Dinner Keto Paleo Recipes

Creamy Lemon Zucchini Noodles

If you haven’t zoodled yet in life, you are seriously missing out. I mean let’s be honest, who knew that slicing zucchini into noodle form and sautéing it briefly would taste good. While zoodles are definitely not the same as pasta, they are a perfectly suitable and guilt-free way to indulge in a one-pot meal of creamy deliciousness.

If you are like me and feel somewhat wrong eating an entire meal of solely vegetables and need a pork product to make you feel human, cook your favorite sausage on the side, slice, and add to the top of your zoodles. It’ll still count as healthy.

Level: Easy

Prep Time: 10 minutes
Cook Time: 10 minutes
Total Time: 20 minutes

Servings: 1 (or 2 if you eat like a rabbit)

Ingredients:
2 tablespoons olive oil
2 medium zucchini or squash
juice from 1 lemon
1 1/2 tablespoons corn starch (or tapioca starch if you want to make it Paleo)
1/4 cup water
any veggies or toppings you’d like–you can see I added some sweet potato and asparagus
salt and pepper, to taste
1/2 tablespoon dill

Directions:

  1. Using a spiralizer, slice zucchini and squash into noodle form. If you don’t have a spiralizer, you can use a mandolin or super sharp knife to slice the squash thinly, and then cut into noodle-sized width from there.
  2. In a small bowl or cup, combine corn starch and water. Stir until fully incorporated.
  3. In a medium-sized frying pan, heat the olive oil over medium heat.
  4. Add whatever veggies you’d like to the pan and cook for 5-10 minutes or until nearly cooked.
  5. Add the zucchini noodles and lemon juice and sauté for another 5-10 minutes or until soft.
  6. Add corn starch mixture to pan and stir everything constantly until the mixture starts to thicken.
  7. Once the “sauce” has thickened, remove pan from the heat and serve.
Photo by Analiese Trimber
Photo by Analiese Trimber
Photo by Analiese Trimber
Photo by Analiese Trimber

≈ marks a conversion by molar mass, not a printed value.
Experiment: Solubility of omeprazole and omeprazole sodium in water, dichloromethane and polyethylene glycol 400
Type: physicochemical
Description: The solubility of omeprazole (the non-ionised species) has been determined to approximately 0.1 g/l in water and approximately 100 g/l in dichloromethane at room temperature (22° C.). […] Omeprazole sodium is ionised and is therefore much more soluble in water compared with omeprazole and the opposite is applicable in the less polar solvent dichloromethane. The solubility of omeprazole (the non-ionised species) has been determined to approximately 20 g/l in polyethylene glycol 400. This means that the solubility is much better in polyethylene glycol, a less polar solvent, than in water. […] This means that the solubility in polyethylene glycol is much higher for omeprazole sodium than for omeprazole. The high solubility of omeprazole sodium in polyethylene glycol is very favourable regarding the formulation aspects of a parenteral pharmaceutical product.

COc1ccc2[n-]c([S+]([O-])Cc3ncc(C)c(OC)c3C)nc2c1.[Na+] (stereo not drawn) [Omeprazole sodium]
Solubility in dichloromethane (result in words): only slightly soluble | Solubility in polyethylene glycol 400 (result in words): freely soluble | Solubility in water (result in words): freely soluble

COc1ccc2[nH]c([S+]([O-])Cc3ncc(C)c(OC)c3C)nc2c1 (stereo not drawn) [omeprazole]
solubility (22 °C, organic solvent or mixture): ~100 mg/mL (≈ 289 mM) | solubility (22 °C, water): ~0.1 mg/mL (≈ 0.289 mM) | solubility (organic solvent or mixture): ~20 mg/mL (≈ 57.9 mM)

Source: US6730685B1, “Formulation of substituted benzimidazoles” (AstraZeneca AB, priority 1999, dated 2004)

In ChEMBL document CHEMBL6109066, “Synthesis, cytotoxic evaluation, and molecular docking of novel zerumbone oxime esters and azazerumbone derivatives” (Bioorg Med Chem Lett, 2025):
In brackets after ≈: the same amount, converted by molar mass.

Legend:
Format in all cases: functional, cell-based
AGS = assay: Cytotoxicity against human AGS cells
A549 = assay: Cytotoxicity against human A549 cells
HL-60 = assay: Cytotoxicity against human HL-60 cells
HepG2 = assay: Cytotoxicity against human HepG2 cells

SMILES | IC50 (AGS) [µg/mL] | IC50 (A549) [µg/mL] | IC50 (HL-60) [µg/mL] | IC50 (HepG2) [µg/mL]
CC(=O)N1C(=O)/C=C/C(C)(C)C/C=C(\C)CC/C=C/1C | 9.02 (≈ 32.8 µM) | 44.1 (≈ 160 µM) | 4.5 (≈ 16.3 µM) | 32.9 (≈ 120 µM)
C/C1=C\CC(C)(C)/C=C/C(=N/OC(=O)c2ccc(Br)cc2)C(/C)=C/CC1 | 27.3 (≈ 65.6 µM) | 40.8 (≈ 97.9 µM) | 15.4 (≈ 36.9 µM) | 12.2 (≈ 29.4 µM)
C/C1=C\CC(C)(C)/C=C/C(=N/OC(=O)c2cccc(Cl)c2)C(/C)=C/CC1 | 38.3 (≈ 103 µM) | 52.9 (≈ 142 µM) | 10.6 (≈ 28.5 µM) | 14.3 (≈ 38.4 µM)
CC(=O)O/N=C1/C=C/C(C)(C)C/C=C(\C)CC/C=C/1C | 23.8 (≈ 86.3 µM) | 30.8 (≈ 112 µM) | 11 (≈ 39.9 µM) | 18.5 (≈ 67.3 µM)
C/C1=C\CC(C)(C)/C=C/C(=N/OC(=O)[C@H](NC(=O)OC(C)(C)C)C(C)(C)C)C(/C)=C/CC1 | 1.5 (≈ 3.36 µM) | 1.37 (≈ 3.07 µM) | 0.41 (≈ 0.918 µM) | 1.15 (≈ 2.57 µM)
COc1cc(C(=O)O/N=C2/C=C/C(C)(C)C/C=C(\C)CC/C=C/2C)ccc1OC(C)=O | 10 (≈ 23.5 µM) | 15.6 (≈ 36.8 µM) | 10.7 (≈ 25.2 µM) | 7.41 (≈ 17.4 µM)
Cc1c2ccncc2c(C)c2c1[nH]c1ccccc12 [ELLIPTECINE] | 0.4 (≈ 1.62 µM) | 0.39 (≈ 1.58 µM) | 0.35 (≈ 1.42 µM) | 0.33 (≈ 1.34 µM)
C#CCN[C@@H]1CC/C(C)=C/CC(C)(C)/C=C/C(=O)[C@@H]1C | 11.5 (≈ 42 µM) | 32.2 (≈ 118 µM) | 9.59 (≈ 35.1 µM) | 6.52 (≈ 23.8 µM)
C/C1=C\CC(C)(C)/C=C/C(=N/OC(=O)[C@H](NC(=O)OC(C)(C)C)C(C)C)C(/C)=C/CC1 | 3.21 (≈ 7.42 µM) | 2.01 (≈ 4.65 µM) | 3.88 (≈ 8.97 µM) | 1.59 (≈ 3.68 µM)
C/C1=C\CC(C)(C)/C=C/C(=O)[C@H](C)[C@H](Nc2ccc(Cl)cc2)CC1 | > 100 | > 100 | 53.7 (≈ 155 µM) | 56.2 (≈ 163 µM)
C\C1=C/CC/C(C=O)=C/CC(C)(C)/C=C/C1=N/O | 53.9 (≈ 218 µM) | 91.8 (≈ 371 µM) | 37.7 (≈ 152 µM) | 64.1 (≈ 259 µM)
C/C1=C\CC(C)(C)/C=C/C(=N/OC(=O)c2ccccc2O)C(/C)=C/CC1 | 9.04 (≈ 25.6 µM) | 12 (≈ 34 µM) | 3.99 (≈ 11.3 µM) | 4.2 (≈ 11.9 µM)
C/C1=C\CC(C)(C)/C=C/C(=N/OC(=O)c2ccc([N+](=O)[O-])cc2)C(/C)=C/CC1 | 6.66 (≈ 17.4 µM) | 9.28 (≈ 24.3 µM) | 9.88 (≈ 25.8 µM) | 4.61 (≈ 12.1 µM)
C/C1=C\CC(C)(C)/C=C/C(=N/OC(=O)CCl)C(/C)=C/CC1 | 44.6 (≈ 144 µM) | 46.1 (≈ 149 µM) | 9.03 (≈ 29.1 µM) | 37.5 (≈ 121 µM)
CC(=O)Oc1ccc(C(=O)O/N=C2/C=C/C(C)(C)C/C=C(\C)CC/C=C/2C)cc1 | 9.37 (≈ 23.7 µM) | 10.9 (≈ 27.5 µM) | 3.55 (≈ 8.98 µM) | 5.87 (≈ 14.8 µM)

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3 comments

  1. Thanks, sweetie. Have ordered a doohickey to do the deed. So happy you females lived it up in New York. Your mom reminded me of musicals we took them to as children. Watched Godspell Easter morning‹perfect‹glad I was raised to understand the message‹Presbyterian ministers forbearers to my parents who helped start two churches‹they and I sang in choir. Remember Dad singing solos. On mom¹s side of the family Aunt Mary graduated from Chicago Institute of Music. Glad you three have found happiness in music.

    Mark came with Shane and Devon to wipe out list of chores I had sent him. I pay family $50 an hour to help including adults. So worth it because I get to see how they are doing not to mention hugs.

    Matt¹s came by on Friday with new wife who is wonderful company. She wants our kayak. Must be sure she has a place to shelter it‹have resisted Selling it because wish to keep in family. Much fun to chase herons and egrets up the tributaries VA and Maryland afford. Markie took me over pulling me from basement , to my bedroom (treasures he remembers) to tree house which we cleaned. I¹d dash back to Jen and Matt and try to gather something for us to eat. Fortunately had done big shopping. Finally Max stopped barking at the guest dog and glommed onto the little boy. Free at last. I need to hire small boys. Matt gave us our first and last grandson. Matt, Jr used to take me around his neighborhood on bikes and he would knock on the doors of his friends and introduce me. I gave him the magic rock that enabled him (afraid of heights) to climb to the top of the play equipment in neighborhood park.

    Isn¹t it fun to move around? Work but worth it, waking up to variety of place. I hope you are learning what kind of place you one day will make your own.

    Love you —admire you so MUCH.

    mimi

    On 4/7/15 10:32 PM, “the bacon princess” wrote:

    > Analiese Trimber posted: “If you haven’t zoodled yet in life, you are > seriously missing out. I mean let’s be honest, who knew that slicing zucchini > into noodle form and sautéing it briefly would taste good. While zoodles are > definitely not the same as pasta, they are a perfectly s” >

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